یک روش AHP-DEA فازی برای طبقه بندی موجودی ABC معیارهای چندگانه
|کد مقاله||سال انتشار||مقاله انگلیسی||ترجمه فارسی||تعداد کلمات|
|20625||2011||7 صفحه PDF||سفارش دهید||6010 کلمه|
Publisher : Elsevier - Science Direct (الزویر - ساینس دایرکت)
Journal : Expert Systems with Applications, Volume 38, Issue 4, April 2011, Pages 3346–3352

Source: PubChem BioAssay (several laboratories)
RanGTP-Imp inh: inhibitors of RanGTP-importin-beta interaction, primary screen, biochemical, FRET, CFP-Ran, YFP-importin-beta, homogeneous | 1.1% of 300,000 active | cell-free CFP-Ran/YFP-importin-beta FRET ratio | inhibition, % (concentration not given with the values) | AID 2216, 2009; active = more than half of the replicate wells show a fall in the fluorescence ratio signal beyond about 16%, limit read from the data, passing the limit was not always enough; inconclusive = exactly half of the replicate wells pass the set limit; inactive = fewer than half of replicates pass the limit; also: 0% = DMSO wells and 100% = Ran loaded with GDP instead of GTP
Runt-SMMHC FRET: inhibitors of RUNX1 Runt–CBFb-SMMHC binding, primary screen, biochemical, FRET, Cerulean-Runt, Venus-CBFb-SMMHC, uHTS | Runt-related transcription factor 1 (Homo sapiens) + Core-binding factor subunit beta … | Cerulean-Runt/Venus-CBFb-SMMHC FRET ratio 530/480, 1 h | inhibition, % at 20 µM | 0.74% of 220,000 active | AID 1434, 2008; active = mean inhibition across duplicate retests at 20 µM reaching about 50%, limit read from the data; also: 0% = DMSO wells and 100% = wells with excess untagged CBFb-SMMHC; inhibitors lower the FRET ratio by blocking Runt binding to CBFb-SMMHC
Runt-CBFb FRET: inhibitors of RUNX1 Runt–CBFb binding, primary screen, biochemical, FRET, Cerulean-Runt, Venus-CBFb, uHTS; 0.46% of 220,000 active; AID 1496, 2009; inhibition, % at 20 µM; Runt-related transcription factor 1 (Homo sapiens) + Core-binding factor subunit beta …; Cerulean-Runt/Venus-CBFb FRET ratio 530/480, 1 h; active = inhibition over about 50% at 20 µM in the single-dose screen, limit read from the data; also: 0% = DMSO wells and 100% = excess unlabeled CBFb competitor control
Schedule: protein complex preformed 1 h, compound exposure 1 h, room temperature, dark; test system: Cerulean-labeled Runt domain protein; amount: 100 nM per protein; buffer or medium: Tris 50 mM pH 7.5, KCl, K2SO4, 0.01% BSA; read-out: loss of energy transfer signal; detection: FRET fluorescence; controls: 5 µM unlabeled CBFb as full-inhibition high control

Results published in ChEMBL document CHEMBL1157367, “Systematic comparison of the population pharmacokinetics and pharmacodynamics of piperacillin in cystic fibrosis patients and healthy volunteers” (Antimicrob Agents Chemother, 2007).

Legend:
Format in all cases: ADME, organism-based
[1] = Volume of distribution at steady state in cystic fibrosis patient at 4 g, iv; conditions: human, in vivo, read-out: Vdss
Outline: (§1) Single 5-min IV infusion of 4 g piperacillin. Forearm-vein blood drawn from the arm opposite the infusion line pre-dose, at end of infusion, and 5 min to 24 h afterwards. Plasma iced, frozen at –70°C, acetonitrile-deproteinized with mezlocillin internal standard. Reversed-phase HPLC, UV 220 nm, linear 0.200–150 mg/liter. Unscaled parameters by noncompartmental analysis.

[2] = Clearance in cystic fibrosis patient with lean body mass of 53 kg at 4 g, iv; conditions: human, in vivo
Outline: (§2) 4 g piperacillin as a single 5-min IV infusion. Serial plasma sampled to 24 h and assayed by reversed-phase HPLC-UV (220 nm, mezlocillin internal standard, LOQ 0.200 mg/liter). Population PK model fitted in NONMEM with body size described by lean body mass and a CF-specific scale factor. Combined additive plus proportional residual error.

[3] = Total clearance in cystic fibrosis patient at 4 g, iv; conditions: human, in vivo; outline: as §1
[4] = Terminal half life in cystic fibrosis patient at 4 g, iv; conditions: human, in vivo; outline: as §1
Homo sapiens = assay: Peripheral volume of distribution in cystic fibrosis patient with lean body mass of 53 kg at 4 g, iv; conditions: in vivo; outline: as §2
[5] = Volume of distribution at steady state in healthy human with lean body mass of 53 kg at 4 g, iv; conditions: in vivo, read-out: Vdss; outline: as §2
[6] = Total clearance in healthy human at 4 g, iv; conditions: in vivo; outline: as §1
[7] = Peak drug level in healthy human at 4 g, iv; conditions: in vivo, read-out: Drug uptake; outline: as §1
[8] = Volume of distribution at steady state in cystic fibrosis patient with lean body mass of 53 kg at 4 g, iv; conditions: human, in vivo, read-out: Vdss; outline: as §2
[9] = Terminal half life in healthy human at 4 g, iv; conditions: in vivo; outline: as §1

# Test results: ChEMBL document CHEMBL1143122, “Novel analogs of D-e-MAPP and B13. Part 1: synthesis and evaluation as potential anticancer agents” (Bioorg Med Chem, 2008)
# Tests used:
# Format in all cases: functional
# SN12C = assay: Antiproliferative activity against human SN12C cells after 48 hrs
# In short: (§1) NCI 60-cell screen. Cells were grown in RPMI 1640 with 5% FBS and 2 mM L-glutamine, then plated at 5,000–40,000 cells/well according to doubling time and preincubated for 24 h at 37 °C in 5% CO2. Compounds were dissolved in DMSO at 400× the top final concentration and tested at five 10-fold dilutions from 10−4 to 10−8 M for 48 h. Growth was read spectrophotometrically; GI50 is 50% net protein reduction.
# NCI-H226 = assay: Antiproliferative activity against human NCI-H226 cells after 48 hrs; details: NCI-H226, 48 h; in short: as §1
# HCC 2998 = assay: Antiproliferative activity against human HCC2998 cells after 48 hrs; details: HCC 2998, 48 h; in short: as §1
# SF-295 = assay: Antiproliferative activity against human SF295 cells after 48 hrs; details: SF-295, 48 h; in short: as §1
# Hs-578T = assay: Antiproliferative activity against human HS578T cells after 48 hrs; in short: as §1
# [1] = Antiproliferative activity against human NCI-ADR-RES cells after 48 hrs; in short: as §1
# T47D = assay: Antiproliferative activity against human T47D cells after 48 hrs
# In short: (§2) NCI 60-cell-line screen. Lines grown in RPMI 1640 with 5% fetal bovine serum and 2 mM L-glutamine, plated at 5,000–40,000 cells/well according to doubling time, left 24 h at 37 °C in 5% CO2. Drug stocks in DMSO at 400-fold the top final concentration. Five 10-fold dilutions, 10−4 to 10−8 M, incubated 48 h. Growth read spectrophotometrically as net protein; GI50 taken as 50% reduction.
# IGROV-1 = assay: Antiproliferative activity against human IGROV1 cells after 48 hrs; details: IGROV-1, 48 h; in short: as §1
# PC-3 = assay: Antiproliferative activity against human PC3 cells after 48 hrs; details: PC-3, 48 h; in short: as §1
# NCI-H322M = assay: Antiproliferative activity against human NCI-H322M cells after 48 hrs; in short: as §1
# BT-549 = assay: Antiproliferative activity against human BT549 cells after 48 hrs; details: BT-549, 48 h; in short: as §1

In order to efficiently control the inventory items and determine the suitable ordering policies for them, multi-criteria ABC inventory classification, which is one of the most common techniques of production and inventory control, is used. In this classification, other criteria in addition to annual dollar usage are taken into account and then the items are classified in three classes with different ordering policies, based on their priority. In this paper, we propose an integrated fuzzy analytic hierarchy process-data envelopment analysis (FAHP-DEA) for multiple criteria ABC inventory classification. The proposed FAHP–DEA methodology uses the FAHP to determine the weights of criteria, linguistic terms such as Very High, High, Medium, Low and Very Low to assess each item under each criterion, the data envelopment analysis (DEA) method to determine the values of the linguistic terms, and the simple additive weighting (SAW) method to aggregate item scores under different criteria into an overall score for each item. The integrated FAHP–DEA methodology is illustrated using a real case study.